Missoula is easy. Too easy. After nearly a week of traversing the Idaho Panhandle and western Montana, Missoula was the first city of note since Spokane. Unlike Spokane, which reminded me a bit of a down-on-its-luck Midwestern city transported to the Inland Northwest, Missoula was a true Western lefty stronghold in the vein of fellow University towns Santa Cruz, Olympia, Boulder, Arcata, and Eugene.Yeah, it had its fair share of suburbanized crap on every entryway into town, but once inside the center of town it was shangri-la to this urban and urbane cyclist. Coffee! Brewpubs! Bike shops! Cheap eats! Book stores!
Three and a half days went by without much effort. We could have stayed even longer if we wanted to. In fact Brad, our second host in town, seemed to want us to spend an extra day. And it would have been cool to run into Matt, who would have been in town a day or two later. But we feared losing momentum (April more than me, as I dragged my feet and hinted that we should spend another night). Momentum is a dangerous thing to lose on a long bike tour. I know this firsthand: when I toured the Pacific Coast in 2006, I took a five day break in the Bay Area. I felt pretty unmotivated when I got back on the road, which was a factor in me stopping the tour in Cambria, halfway between S.F. and L.A. Well, that and a broken rear wheel. But I digress...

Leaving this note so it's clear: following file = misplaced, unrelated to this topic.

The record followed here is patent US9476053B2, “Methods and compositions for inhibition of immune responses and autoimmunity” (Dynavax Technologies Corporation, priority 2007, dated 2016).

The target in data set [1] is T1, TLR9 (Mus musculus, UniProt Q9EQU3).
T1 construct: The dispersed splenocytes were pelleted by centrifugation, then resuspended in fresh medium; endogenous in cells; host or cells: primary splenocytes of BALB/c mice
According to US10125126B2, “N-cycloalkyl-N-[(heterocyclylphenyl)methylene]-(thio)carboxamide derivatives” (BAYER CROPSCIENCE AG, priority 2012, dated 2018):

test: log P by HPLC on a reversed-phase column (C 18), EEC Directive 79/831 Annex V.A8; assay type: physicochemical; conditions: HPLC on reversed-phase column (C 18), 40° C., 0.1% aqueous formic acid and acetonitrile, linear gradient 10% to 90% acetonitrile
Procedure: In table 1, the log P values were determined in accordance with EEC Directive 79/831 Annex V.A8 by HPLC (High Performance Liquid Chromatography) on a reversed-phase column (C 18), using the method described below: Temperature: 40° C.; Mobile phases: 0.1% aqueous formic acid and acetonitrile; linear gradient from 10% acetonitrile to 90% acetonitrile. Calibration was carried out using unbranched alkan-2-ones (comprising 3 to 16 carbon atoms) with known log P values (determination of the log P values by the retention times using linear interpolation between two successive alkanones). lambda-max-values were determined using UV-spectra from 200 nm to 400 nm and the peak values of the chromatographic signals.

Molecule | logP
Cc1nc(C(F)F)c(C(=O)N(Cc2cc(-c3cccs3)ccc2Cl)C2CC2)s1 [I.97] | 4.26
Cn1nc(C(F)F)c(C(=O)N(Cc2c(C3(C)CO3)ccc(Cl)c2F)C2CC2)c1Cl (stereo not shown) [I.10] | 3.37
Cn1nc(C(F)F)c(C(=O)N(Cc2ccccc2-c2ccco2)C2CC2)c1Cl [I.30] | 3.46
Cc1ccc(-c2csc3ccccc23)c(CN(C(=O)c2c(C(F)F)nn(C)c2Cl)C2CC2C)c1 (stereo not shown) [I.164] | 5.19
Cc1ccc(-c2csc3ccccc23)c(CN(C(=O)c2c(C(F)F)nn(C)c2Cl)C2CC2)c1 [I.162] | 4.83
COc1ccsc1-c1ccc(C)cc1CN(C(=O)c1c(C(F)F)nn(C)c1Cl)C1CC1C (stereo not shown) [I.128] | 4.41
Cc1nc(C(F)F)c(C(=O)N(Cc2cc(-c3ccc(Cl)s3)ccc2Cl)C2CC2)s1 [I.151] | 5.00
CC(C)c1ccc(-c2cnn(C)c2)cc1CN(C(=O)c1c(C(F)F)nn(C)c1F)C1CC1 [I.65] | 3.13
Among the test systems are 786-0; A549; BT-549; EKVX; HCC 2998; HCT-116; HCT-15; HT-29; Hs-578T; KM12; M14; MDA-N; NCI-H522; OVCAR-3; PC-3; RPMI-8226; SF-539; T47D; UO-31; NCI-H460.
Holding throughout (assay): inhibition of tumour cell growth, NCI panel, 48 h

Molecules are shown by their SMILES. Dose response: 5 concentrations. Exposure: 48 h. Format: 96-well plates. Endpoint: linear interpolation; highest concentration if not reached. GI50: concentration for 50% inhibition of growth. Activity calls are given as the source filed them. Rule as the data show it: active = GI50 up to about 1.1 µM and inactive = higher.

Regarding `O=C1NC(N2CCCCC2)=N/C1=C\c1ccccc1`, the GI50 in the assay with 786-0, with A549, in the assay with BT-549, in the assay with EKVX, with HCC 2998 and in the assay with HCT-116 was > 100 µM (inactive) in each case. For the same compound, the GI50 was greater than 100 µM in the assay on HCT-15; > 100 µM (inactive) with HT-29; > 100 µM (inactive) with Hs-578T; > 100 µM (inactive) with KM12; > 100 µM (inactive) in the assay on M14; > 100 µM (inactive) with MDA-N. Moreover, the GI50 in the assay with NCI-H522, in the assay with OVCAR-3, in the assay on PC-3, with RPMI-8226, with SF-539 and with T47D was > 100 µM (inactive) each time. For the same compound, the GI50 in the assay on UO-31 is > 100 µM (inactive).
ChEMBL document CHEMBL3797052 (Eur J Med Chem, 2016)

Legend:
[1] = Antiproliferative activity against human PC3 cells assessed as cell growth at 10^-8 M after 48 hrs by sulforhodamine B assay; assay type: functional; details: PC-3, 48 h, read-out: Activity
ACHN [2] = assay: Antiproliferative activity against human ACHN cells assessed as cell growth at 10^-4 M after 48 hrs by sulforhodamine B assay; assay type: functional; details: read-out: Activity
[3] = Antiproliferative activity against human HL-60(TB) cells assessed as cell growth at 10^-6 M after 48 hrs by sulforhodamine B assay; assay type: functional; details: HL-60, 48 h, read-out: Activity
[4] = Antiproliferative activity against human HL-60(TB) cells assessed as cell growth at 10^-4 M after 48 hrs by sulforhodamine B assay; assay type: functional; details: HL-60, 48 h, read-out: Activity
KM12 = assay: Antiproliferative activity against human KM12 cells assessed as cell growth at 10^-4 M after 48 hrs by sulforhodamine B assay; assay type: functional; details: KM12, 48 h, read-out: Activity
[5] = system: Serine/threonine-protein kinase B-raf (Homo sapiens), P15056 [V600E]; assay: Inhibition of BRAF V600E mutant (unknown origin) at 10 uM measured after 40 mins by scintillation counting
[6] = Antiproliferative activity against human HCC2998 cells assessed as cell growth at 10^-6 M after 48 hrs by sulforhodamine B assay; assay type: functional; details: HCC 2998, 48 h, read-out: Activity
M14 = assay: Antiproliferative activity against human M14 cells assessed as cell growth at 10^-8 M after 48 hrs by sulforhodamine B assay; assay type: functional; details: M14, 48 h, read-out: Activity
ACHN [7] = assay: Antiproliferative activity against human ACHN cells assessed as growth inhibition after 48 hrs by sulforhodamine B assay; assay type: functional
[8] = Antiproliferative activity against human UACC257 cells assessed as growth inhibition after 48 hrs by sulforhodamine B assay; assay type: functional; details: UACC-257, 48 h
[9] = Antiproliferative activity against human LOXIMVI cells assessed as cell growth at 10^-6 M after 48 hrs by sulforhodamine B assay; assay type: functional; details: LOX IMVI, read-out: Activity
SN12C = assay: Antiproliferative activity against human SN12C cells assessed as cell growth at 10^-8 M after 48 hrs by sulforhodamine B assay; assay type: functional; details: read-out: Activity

The highlight of the Missoula days was visiting the offices of Adventure Cycling Association...twice! Heather, our friend from Portland who hosted us for the first three nights, is interning in their publications department. So we got the “inside” tour of the offices. One of the things Heather is doing at ACA is researching the history and blogging about it so new members know where the organization came from. (I’m not going to talk about Adventure Cycling history here, you should go check out what’s she’s saying over here.)
It was an inspiring visit. April and I got our photo taken, and it went on the wall with all the bicycle tourists who stopped by the office so far this year. Greg Siple, Adventure Cycling’s Art Director and one of its founders, has been taking black and white portraits of bicycle tourists and their bikes since 1982. The walls were filled with these photos, plus a blurb about the bicyclist at the time of their visit. April and I hoped to get a portrait done while we were at the office, but no luck on that. Apparently the portraits are done randomly, so not everyone who stops in gets the full artsy treatment (but everyone does get a small snapshot.)
It’s amazing how Adventure Cycling has grown over the years. At first, it was created solely as a bicycle celebration of America’s Bicentennial. In fact, it’s original name was Bikecentennial. Bikecentennial was intended to be a stand alone event: a bike party for 1976 where thousands of people would ride coast to coast. Then it transformed itself into an organization that created 40,000 miles of cross-country touring routes, with a membership also in the thousands.
Because Missoula is on the popular Trans-Am bike route plus several others, we ran into other people on bike tours, both around the Adventure Cycling offices and outside of it. And no matter how far I get away from Portland, I still can’t escape it. I ran into Alex at the Good Food Store, the local natural grocery. He actually took one of my Bike Touring Workshops last year! He’s on a cross country tour as well, but he needs to get to Minneapolis by the middle of next month to attend a wedding. So he’s now in “hustle mode” as Minneapolis is still almost 1,000 miles away. I hope he gets there in time!
Missoula was one of the places on this trip that we really looked forward to visiting. It didn’t disappoint. We’ll be sure to visit it again!